Young Men Most Dangerous On The Road?
Men in their twenties were the most common demographic banned from driving as of June 21st 2014, the Institute of Advanced Motorists has revealed. There were, in fact, 92,136 disqualified motorists in the UK – of which 31,668 were men in this bracket. In contrast, there were only 4,333 females in their twenties which brought the total to 36,001. And it seems that more experienced motorists are less likely to break the rules of the road. As such, those in their fifties accounted for 10,025 bans, and only 3,874 people in their sixties had fallen foul of the law. Worryingly, 230 people aged less than seventeen were banned too (included children of twelve and thirteen). This information came via a Freedom of Information Request from the Driver & Vehicle Licensing Agency.
Road Safety Expert Discusses Male Motorists
Simon Best, Institute of Advanced Motorists Chief Executive, said: “These statistics strongly reflect the research we have already carried out in this area – that young males are very much the at risk group when it comes to driving safety. We believe targeting the attitudes of these drivers specifically, through advanced training for example, should be a major part of future road safety campaigning. Reducing offending in this age bracket would dramatically improve safety on our roads for all road users.” He added: “It is also of great concern that youngsters not even eligible to hold a provisional licence are being banned at such young ages. Parents need to be aware their children are putting their own lives, and those of others, at huge risk by taking the wheel of a car on public roads.”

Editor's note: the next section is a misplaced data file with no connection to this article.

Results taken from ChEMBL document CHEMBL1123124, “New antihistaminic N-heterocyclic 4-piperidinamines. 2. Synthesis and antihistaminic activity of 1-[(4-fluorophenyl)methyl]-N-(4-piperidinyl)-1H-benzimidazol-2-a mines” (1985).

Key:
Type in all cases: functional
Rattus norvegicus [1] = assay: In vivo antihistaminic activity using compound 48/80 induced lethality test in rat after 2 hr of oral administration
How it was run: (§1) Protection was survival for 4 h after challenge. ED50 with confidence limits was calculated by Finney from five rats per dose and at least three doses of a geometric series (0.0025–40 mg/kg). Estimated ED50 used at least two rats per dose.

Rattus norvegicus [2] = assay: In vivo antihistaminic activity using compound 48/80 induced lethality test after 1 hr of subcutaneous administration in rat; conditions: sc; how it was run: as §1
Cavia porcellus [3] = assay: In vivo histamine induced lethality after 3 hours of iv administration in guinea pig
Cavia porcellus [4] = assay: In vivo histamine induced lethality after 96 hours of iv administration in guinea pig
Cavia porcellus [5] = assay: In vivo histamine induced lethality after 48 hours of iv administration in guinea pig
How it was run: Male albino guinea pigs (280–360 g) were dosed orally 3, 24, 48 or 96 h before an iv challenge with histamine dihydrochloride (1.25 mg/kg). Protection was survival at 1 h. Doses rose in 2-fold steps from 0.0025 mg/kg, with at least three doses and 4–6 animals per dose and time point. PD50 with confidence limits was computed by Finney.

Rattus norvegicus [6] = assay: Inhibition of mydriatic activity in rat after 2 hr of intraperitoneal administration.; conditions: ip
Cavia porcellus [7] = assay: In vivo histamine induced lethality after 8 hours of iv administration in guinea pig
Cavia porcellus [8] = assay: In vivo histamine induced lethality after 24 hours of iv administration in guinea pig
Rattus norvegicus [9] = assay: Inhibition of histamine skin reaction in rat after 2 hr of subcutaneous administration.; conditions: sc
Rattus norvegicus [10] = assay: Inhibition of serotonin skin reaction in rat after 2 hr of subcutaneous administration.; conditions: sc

How A Driver Is Banned
The UK has a driving licence penalty points system. Each offence is associated with a specific number of points (or a range of points to account for severity). As such, travelling at thirty-six in a thirty zone typically earns the perpetrator three. Driving without due care and attention, in contrast, is worth between three and nine. Points stay on the licence for a pre-defined period and influence employment prospects, whether the motorist can hire a vehicle, and the price of insurance. Collecting twelve points typically leads to a ban. New drivers, in contrast, are disqualified at six. But there are exceptions. A motorist might not be banned if losing the licence would cause exceptional hardship. There is no legal definition of “exceptional” – so the perpetrator has to argue a justifiable case. This ensures that some extremely dangerous drivers with twenty/thirty points on their licence have avoided bans – so the system is open to abuse.